The tempfiles in dctm and dchr are the originals and will have been filled before the second tempfile extended hence all blocks have been allocated at the fielsystem level.

Thursday, November 23, 2006

How people find this blog

I was just looking at my stat counter analysis for this blog, it's usually a good way to find out if anyone has linked to me. From the results it looks like the vast majority of people (around 97%) find this blog through a search engine, virtually all (over 99%) through Google. Most common search strings are or include "ORA-07445", "opmnctl failed to start process" and "ORA-01031".

Tuesday, November 21, 2006

Never volunteer

During his presentation on "Inside RAC" Julian Dyke appeared to suffer laptop difficulties so asked for 4 volunteers to assist in a demonstration. Being the helpful soul (i.e. idiot) that I am, I volunteered. Mr Dyke did seem remarkably wellprepared in terms of props, almost as if he had been expecting his laptop to have problems :-)!

Photographic evidence (courtesy of Connor McDonald) can be found here and here. I'm the fat, ugly, balding, bearded one on the far left, aka Node 1. Node 2 was Babbette Turner-Underwood, Node 3 (aka Master) was Murali Vallath and Node 4 was Carel-Jan Engel.

Sunday, November 19, 2006

Histogram problems

A question just appeared on the Oracle-L mailing list about whether there are any issues with using histograms. I've seen a number of presentations over the last couple of years that have warned about issues where you have histograms on highly skewed data and use bind variable (or have cursor_sharing=force, which synthesises bind variable from literals in queries), so I responded:
On 19/11/06, A Joshi wrote:
> Hi,
> About use of histograms : I think histograms are useful for indexes on
> columns that are not very selective. However I came across note 1031826.6 on
> metalink. About maintenance and space cost. I think space cost is negligible
> and can be ignored. About maintenance : does it mean statistics need to be
> gather often? Or does it mean some other cost.
> Question : Is there any other overhead or any other negative impact of using
> histograms?

One downside I've been hearing a lot about over the last couple of
years results from Bind Variable Peeking (link to the relevant Oracle Documentation). When a where clause contains bind variables (either explicitly declared or synthesised due to cursor_sharing=force) the optimizer can see what they are and use the information to build an execution plan
during the hard parse phase. If the application executes the same query again whilst the plan is still cached then it will reuse the same plan even if the bind variables have different values (no need to reparse so no peeking).

Suppose you have a table (t) where a field (thefield) has a number of possible values, one of which (say 'X') appears in 50% of the records whilst the others are uniformly distributed over the remaining 50%. Very highly skewed and obviously you would expect to get a different plan for the high frequency value (probably a full table scan) than you would for a low frequency one say 'Y' (probably an index read anbd access by row id). You have an index on thefield and have collected stats with histograms on that table and thefield.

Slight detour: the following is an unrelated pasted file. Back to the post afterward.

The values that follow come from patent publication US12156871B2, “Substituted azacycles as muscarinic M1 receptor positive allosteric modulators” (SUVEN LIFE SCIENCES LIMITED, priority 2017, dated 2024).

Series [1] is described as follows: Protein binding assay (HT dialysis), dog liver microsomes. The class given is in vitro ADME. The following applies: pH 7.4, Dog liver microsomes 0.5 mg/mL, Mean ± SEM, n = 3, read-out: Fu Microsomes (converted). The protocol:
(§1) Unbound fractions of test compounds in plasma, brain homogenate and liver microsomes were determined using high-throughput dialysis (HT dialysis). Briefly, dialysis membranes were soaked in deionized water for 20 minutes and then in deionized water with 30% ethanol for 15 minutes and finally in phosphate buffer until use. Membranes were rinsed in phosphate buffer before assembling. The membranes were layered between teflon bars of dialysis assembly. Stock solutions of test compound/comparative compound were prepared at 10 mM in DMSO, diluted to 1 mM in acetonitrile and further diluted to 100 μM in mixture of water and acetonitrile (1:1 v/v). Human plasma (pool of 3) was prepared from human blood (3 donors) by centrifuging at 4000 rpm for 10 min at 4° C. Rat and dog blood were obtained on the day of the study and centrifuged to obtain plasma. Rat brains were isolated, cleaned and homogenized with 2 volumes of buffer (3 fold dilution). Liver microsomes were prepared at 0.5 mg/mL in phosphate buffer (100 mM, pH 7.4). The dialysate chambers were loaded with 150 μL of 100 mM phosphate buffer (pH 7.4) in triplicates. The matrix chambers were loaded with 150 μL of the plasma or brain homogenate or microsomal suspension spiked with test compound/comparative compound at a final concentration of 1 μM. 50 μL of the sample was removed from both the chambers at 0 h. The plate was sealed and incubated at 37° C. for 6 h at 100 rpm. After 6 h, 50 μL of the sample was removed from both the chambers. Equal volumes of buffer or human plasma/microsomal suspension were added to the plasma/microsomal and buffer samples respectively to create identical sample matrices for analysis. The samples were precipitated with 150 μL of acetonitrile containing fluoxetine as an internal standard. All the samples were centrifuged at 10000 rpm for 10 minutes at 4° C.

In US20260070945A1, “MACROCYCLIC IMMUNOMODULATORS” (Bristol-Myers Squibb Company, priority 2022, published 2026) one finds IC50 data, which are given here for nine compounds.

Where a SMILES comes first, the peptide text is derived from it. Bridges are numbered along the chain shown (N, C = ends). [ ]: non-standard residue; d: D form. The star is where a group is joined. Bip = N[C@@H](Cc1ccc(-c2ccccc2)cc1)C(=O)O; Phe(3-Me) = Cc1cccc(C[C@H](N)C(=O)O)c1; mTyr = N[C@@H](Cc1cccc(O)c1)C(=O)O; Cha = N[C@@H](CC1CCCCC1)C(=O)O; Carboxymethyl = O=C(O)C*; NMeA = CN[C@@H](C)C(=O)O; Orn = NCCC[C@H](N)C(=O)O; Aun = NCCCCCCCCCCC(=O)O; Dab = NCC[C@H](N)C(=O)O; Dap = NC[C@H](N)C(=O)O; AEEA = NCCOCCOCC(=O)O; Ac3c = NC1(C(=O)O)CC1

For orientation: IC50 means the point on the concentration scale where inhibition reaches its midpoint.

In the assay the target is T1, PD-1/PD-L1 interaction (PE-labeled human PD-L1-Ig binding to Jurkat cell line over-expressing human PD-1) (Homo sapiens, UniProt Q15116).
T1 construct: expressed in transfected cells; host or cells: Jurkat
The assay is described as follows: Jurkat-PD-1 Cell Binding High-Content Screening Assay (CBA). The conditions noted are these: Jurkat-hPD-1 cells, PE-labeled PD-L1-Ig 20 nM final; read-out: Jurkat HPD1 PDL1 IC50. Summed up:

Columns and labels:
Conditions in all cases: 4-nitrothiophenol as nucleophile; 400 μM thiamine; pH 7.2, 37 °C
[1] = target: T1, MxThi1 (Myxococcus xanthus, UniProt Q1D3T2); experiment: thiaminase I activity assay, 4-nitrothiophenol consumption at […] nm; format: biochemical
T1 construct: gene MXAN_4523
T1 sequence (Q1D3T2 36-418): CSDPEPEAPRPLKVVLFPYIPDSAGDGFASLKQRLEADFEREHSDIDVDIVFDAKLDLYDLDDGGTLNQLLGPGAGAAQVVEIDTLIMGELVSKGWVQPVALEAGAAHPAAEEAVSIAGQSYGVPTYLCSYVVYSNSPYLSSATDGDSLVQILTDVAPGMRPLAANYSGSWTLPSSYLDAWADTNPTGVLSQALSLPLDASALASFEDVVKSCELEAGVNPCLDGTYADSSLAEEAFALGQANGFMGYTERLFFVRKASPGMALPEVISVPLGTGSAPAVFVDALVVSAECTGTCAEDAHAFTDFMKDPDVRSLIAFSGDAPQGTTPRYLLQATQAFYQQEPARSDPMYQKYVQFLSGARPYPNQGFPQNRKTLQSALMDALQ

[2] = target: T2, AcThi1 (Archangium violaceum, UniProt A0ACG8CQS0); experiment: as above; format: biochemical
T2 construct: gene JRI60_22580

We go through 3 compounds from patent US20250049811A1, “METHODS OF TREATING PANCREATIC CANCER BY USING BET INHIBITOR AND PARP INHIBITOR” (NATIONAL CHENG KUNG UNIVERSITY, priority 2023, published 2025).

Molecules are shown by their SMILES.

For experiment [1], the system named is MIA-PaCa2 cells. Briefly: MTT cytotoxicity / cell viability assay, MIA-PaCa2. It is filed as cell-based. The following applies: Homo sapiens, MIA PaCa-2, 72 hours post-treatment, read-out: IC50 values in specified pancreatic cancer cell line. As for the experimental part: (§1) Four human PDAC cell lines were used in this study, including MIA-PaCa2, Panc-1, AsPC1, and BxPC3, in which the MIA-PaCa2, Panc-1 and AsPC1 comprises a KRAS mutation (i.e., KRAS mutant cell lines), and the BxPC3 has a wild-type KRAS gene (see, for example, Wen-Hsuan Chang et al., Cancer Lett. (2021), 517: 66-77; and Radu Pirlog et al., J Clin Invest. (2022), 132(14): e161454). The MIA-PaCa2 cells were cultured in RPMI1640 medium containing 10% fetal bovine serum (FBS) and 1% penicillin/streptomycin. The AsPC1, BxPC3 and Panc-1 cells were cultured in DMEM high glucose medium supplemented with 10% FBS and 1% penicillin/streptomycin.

If you don't use bind variables then a queries like:

select [field_list]
from t
where thefield='X';


select [field_list]
from t
where thefield='Y';

will both be hard parsed get different execution plans appropriate to the values used in the where clause.

Now suppose you rewrite the query replaciong the constants with a bind variable. The first time the query is parsed the optimizer will use the value of the bind variable and the histograms to work out the best execution plan. The next time it will reuse the same plan. This is fine if the values used in the bind variable are of similar
distribution but if they are not then you get issues.

Say the first time through the value is 'X' (appears in 50% of rows) the optimizer will peek the bind variable and probably go for a full table scan as that is the most efficient way to pull back that proportion of the rows thanks to the wonders of multiblock reads and read ahead caching in the filesystem/SAN. The second time through the value is 'Y' (appears in very few rows), because there is already an
execution plan cached the optimizer won't do the hard parse and so won't peek the bind variable, it will just use the existing plan (a full table scan). A full table scan is a really inefficient way to read a small proportion of the rows in a table.

Reverse the order of the queries ('Y' first then 'X') and you have the database doing an index read then access by rowid to retrieve 50% of the rows in a table. Hitting at least 50% of the index and at least 50% of the table blocks (probably as single block reads), a really inefficient way to a large proportion of the rows in a table.

> Is it advisable to use histograms just for some tables and some specific
> columns or is it OK to just set database wide?